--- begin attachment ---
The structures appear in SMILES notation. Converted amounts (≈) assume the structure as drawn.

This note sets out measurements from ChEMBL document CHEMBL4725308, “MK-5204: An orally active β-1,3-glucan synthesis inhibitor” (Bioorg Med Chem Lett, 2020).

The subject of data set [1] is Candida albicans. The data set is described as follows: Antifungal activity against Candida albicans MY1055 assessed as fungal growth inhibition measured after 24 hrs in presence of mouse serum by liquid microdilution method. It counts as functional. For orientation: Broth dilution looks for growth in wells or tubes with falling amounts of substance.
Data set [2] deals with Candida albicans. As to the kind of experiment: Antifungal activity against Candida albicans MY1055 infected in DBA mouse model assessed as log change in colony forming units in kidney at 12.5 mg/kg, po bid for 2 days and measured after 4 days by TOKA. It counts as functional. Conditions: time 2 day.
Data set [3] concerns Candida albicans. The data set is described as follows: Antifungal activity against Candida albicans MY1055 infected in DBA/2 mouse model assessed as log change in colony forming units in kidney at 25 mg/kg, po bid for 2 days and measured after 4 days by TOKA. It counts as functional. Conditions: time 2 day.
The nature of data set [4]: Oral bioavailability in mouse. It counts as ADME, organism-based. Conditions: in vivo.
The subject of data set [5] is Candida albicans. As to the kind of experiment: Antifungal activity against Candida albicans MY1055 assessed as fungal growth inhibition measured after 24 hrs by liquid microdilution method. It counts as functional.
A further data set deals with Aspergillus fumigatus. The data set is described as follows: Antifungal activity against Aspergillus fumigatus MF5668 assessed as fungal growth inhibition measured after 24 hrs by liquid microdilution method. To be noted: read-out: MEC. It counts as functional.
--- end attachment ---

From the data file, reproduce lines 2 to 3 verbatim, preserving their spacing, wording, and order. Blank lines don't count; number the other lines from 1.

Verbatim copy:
This note sets out measurements from ChEMBL document CHEMBL4725308, “MK-5204: An orally active β-1,3-glucan synthesis inhibitor” (Bioorg Med Chem Lett, 2020).

The subject of data set [1] is Candida albicans. The data set is described as follows: Antifungal activity against Candida albicans MY1055 assessed as fungal growth inhibition measured after 24 hrs in presence of mouse serum by liquid microdilution method. It counts as functional. For orientation: Broth dilution looks for growth in wells or tubes with falling amounts of substance.